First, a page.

The lead character in Aaron Sorkin's new HBO series "The Newsroom" “slices up” right-wingers and the “ensemble beams at him, their eyes glowing as if they were cultists,” according to New Yorker magazine.
Such a formula usually wins plaudits among the culturally elite and out of touch liberals whose favor Sorkin desperately seeks.
But Sorkin beats conservatives over the head with contempt so much on the show that even the television critic for the culturally elite New Yorker actually found herself “rooting" for the main character's enemies, "all those flyover morons, venal bean-counters, sorority girls, and gun-toting bimbos.”
Yes, you read that right.
“'The Newsroom' gets so bad so quickly that I found my jaw dropping," according to New Yorker television critic Emily Nussbaum.
Despite Sorkin stuffing his shows with “liberal verities about diversity,” “The Newsroom” only "features three people of color” and one of those characters, an Indian staffer, is lazily portrayed as “the Indian stereotype of an I.T. guy,” referred to as “Punjab,” and is treated with “condescension.”
She adds “Sorkin is often presented as one of the auteurs of modern television, an innovator and an original voice” but “Sorkin’s shows are the type that people who never watch TV are always claiming are better than anything else on TV.” She slams Sorkin's TV work as having an “air of defiant intellectual superiority is rarely backed up by what’s inside” and they are often like the formulaic cop shows Sorkin “patronizingly” speaks of.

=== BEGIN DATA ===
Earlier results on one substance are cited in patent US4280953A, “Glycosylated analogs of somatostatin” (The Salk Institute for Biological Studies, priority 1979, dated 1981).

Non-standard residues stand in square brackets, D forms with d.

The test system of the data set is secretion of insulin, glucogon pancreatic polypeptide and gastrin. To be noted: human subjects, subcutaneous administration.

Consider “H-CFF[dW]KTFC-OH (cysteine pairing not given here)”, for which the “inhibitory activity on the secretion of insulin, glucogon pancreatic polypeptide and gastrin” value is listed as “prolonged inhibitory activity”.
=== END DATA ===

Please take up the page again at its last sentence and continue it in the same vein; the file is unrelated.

The new show takes place in the recent past, but it seems like “The Newsroom” will misrepresent the Tea Party and Arizona immigration law that dominated news coverage in 2010. Nussbaum reports the HBO series is “telling us how the news should have been delivered.”
Sorkin recently said in an interview that "The Newsroom's" main character, Will McAvoy (Jeff Daniels), most closely resembled Jon Huntsman. He's the former Ambassador to China under the Obama administration who ran a snotty primary campaign seeking the favor of the mainstream media elite rather than the voters needed to win the Republican nomination.
And it seems like "The Newsroom," debuting Sunday on HBO, is similarly out of touch.
Sorkin insists he has no political agenda despite portraying the conservative-hating lead character on his show as a “God.” But his show rails against conservatives so tediously that even New York cultural elites found themselves rooting for the show’s conservative enemies. Perhaps Sorkin is a closet conservative with a secret plan to make the cultural elite see conservatives more favorably in a twisted way.
In reality, Sorkin is an over-the-top liberal blowhard like Keith Olbermann. Sorkin insists the main character is not based on the former Current TV peronality, despite the many similarities between the two in mannerisms.
“The Newsroom” seems like a show that combines Olbermann’s outlandish liberalism combined with the phony intellectualism of the Huntsman campaign. And even liberals are realizing “that dog won’t hunt.”